Communion Of Dreams

Another question.
January 15, 2012, 12:24 pm
Filed under: Kindle, Marketing, Promotion, Publishing, Science Fiction, Writing stuff

So, thanks for all who weighed in on the cover design question the other day. We’re going to go with a slightly modified version (dropping the “by”) of #7 – this one:

And Lyriel won the drawing for a copy of the printed book.

Now, another question for everyone, and this time I will hold a drawing from those who comments/sends me an email with feedback for a Kindle copy of the book. The question is how I should price the Kindle version?

Here are the choices, and a bit of explanation behind the strategy behind each:

  1. $7.99. This is a popular price-point for a lot of Science Fiction/Fantasy books, just from casually browsing through that category on Amazon. Yeah, there’s pricier stuff, but it is usually newer books by well-established authors. I am not well-established, and some 35,000 .pdf copies of Communion of Dreams have already been downloaded over the last 5 years. But there is also something to be said for the message of  “this is a quality book, you can tell by the price.”
  2. ***

  3. $4.99.  Another popular price-point for the genre. Gets it into the “under five bucks – why not?” category.
  4. ***

  5. $2.99.  Another pretty common price-point, particularly for a lot of much older work or stuff from unknown authors.  And at this price perhaps a lot of people who read the .pdf version in the past might say “yeah, I’m willing to pop three bucks for an updated/more Kindle-friendly copy.”

I could go lower, but that would shift the book into the ‘35% royalty’ category, which is a huge disincentive for me. It also strikes me that this is saying that I don’t value the book highly enough.

So, of those three choices, I would like to know which one you would go for. And if you would like to explain your reasoning, I would love to hear your thoughts. Thanks!

Edited to add: Please get your comments/choices to me by noon Monday.

Jim Downey

11 Comments so far
Leave a comment

I’ll hold out for opinions on the Nook version.

Comment by Lisa

Pretend this was the Nook version, Lisa.

Comment by James Downey

Don’t go for the lowest price.

Comment by Steve Muhlberger

Can you go with $7.99 and then drop to 4.99 if sales are lackluster? I like the “this is a quality book, you can tell by the price.” argument, but if that fails, it’d be nice to fall back on the “hece, it’s only five bucks” argument. I would NOT price it at 2.99; that really suggests that you doubt the quality of your own book.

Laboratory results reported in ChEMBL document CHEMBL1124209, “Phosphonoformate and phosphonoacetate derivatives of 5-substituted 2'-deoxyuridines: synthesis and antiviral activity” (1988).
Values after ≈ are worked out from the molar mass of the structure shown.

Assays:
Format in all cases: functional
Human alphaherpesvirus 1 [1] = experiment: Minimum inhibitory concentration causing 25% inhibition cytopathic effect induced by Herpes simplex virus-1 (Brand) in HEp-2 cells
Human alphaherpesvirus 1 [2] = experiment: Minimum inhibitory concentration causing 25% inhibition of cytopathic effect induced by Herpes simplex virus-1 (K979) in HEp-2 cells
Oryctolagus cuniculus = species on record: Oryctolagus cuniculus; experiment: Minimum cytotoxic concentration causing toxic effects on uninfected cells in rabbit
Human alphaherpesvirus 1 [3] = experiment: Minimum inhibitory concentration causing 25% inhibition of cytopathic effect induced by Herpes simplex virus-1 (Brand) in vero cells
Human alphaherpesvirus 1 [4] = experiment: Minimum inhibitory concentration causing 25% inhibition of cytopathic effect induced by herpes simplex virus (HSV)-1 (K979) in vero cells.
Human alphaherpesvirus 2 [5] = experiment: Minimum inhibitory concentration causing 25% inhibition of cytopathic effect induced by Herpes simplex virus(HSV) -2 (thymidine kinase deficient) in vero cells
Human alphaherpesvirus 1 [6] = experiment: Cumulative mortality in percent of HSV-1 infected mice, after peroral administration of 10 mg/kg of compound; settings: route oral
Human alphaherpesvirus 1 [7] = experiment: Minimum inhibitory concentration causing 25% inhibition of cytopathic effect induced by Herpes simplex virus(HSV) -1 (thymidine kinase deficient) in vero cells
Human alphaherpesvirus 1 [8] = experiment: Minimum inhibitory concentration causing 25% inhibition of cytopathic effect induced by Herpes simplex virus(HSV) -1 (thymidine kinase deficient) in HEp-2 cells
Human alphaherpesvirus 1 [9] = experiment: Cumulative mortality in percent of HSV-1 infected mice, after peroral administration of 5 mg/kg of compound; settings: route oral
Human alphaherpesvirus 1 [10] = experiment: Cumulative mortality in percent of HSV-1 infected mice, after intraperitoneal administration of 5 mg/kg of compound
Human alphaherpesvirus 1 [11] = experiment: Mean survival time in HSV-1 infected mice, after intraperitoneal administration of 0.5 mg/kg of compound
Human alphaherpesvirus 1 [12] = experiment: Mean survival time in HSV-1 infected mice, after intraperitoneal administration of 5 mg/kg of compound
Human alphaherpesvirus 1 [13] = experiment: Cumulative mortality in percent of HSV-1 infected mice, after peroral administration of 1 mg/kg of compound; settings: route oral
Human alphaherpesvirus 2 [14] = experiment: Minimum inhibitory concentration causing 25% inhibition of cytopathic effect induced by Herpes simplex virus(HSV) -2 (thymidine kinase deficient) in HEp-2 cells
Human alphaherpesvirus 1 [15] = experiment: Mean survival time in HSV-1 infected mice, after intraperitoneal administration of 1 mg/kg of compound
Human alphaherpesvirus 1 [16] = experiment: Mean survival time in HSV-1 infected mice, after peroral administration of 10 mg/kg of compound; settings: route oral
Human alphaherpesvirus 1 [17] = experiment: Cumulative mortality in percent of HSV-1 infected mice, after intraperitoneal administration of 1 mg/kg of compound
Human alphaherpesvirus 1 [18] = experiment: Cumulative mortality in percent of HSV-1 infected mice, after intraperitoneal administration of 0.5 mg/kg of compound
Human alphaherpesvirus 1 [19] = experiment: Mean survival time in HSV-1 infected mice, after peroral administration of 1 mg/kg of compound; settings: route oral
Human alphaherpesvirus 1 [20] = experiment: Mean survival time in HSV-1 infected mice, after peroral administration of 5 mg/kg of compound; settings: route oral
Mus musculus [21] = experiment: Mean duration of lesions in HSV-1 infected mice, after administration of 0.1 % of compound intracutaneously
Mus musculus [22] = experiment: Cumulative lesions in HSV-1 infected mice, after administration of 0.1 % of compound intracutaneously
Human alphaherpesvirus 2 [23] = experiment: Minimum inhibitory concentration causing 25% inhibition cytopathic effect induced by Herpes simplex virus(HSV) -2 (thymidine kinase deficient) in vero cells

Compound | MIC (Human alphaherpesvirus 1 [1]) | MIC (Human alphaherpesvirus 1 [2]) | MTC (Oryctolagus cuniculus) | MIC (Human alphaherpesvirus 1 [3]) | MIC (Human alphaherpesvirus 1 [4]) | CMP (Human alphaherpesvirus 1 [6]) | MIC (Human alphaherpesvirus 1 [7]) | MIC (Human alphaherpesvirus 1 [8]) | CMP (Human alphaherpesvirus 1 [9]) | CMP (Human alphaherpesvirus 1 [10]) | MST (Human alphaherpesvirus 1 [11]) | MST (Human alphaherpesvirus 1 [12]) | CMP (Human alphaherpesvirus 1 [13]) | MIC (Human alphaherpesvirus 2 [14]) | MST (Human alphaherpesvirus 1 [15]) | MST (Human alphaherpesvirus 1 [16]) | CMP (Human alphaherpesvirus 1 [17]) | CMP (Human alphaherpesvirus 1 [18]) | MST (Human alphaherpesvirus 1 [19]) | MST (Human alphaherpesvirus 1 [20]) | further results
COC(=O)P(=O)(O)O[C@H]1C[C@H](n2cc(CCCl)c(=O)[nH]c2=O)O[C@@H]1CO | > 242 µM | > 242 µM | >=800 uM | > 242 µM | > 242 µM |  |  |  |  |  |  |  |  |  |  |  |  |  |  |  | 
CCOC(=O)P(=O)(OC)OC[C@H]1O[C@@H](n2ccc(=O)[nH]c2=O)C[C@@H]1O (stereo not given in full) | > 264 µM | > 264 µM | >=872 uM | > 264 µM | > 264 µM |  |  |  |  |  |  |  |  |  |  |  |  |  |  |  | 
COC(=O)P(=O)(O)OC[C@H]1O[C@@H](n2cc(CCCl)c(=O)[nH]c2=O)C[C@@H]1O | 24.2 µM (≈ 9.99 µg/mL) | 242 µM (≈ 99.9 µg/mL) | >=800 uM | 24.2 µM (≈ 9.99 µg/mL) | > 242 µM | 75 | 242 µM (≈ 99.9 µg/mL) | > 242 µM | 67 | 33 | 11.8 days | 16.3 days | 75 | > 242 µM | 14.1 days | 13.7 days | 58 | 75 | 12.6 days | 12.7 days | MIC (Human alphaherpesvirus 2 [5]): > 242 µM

Comment by Karen Locke

My first reaction is 4.99 – a very reasonable price, and has the psychological under 5 boost. However, also agree with Karen Locke that starting at 7.99 with the option to post a sale price is n’t the worst idea in the world. Do NOT do the 2.99 thing – that gives the ‘this is schlock or very short’ message.

Comment by Liz Soldwish-Zoole

I would definitely not do the $2.99 version. I’d suggest the $4.99 – there is something about that magical $5 mark. Is it possible to provide a tiny excerpt for viewing? I think that helps sales, but if there’s an additional cost associated with it, you’d have to weigh that carefully.

P.S. Wait, there was a drawing? Yay me :).

Comment by Lyriel

Yay, indeed. You’ll need to send me a mailing address:

The Kindle system allows for the first chapter to be viewed for free, and I’m also going to plug into their “Kindle Select” loaning-library system. Of course, for a very limited time yet, people can still download the .pdf files on my website . . .

Comment by James Downey

I’d say go for the 7.99 price-point if it appears to be a good standard. If you want to do a special sale later, you can offer the 4.99 (or thereabouts) as a sale price, or (if a wild hair happens) maybe a super-special anniversary 2.99 sale…tho I’m kind of leery of that.

Obviously, my experience in this area isn’t all that extensive – so take the thoughts above with a grain of salt…and good luck!

Comment by John Bourke

[…] for the feedback on how to price the Kindle version of CoD in yesterday’s post. After hearing from different people, and their […]

Pingback by Success story. « Communion Of Dreams

It’s worth much more than $7.99. I wouldn’t go lower, or it may not be taken seriously. It’s a seriously good book. If you’re not in it for the money, it doesn’t matter how many you sell at first. Over time, it will sell and sell and sell. The $7.99 price just says, “This book is worth your time.”

Comment by Ken

Too late, Ken. But I appreciate the sentiment. Feel free to send a donation to my paypal account:


Comment by James Downey

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